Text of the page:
Sunday, August 3, 2008

Boston Day 3

I woke up late this morning at noon figuring nothing would be open and I could sleep in. So on my way to the bus shelter to check my email, I noticed 37,000 people heading to Fenway and sold my ticket to the game. I went yesterday and had a great seat, I figured I didn't need to sit in the bleachers today.
I used the money to go to the elusive Museum of Fine Arts after asking the girl who was behind the counter at the hostel how to get there. She had no idea. Mapquest says it's 1.5 miles away but the directions say, "Walk down Commonwealth. Make a U-Turn. Continue on Commonwealth. Make a U turn. Continue on Bleaker." While after I made my second U-turn I was back at my hostel and nowhere near anything called Bleaker. All part of the nefarious Boston scheme to trick everyone into thinking there's a museum.
So I took the subway to the stop "Museum of Fine Arts" and finally found it. It's brave of them to charge the full $17 price even though they're renovating half of it. Also the museum of fine arts has almost no artwork. I like looking at paintings and pictures and statues. I don't really need to see some old table or another Egyptian mummy. I've been to London. Nothing will compare outside of Egypt.
I found this pot:

Which features nude men 'wrestling'. I was reminded of the scene from the movie 'The Birdcage' where they're eating soup off of bowls with young boys playing 'leap frog'. "And a girl! Does yours have a girl?" Of course all the Greek items with homosexuality on them were destroyed when it went out of fashion. Perhaps by working at the Archives there will be something left for future generations of queers anyway.
This was a statue called 'Venus':

This was a cool painting of the artist's son:

Then I left and went over to the Freedom Trail. My trip was marred by constant rain, hail and thunderstorms but it was still well worth the trip. I walked for over two hours and didn't finish it.
This plaque in the Boston Commons says the land was donated and used to feed cattle which continues today:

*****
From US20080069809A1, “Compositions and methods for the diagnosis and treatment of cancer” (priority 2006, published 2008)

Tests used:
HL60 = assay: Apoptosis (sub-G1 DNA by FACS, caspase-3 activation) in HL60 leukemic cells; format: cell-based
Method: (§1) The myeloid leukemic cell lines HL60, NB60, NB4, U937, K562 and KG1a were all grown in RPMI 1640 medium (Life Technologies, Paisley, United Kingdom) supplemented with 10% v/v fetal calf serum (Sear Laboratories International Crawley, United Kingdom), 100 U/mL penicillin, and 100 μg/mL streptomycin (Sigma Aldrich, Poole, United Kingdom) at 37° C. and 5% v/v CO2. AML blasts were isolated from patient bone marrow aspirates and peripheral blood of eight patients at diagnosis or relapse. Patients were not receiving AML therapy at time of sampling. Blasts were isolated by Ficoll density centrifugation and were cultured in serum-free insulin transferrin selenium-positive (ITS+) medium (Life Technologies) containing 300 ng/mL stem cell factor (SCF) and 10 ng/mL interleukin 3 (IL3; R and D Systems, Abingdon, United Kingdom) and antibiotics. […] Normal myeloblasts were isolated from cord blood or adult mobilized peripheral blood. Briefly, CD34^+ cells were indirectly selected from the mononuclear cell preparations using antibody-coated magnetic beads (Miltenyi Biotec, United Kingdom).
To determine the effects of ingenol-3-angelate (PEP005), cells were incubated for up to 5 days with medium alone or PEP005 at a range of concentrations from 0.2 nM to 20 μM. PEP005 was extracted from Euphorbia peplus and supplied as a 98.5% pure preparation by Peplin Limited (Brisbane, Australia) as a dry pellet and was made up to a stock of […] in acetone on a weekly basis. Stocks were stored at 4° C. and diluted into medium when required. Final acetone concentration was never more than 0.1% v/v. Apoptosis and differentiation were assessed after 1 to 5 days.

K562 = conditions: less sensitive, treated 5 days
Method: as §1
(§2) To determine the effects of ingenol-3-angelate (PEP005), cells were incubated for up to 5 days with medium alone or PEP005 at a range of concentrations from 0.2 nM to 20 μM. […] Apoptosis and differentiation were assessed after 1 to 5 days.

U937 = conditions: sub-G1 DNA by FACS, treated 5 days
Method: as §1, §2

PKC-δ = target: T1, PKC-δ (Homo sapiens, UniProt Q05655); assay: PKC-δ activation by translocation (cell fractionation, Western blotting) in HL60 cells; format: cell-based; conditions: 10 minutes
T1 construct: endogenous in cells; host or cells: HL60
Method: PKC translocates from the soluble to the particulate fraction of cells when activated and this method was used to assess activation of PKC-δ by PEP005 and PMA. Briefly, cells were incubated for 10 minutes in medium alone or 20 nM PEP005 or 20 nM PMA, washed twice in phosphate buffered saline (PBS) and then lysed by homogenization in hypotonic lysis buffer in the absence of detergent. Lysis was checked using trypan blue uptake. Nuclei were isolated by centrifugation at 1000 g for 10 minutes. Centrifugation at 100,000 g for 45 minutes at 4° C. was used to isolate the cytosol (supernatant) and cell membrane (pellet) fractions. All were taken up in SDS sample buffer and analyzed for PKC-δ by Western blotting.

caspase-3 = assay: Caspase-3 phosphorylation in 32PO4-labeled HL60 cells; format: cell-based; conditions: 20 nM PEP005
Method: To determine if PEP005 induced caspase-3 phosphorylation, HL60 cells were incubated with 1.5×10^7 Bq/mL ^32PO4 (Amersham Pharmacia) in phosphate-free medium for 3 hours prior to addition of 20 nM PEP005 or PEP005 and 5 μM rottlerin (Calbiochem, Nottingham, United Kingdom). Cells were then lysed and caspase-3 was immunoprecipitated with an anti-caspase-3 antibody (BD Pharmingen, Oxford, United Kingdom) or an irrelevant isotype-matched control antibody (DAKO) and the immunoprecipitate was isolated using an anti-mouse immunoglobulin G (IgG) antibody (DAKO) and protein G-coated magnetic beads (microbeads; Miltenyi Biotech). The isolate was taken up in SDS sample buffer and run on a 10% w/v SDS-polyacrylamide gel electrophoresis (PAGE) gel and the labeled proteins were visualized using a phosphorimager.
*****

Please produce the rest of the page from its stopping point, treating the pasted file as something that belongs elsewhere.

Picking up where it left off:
But I didn't see any cattle today :(
Here's Paul Revere's grave:

And some people who died in the Boston Massacre. I have no idea what that is so hold on while I wikipedia it. Oh, it's some colonel thing.

The cemetery also had a couple that were on the Mayflower and three men who signed the declaration of Independence:

The old town hall:

Alot of immigrants to Boston were Irish. Apparently there was some slight problem with a potato:

The I got to the New England Holocaust Memorial which was amazing.

It consisted of six columns full of prisoner's numbers and quotes:

One quote that made me cry when I read it:
'Ilse, a childhood friend of mine,
once found a raspberry in the camp
and carried it in her pocket all day
to present to me that night on a leaf.
Imagine a world in which
your entire possession is
one raspberry and
you give it to your friend.'
- Gerde Weissman Klein

The people of Boston also threw some tea in the river:

But the exact spot it happened on is closed until 2009.
Then I went to see the movie American Teen, a documentary about high school kids in 2006, but I use the phrase documentary loosely and then finally I noticed I was right outside of Harvard. So I took a quick walk around the block, hoping for some "Harvard" sign and a chorus of young men singing "Fair Harvard 'tis of thee" and wearing sweater vests but no such luck. I did find this statue of him:

Tomorrow a brisk 7 hour trip to Philly!

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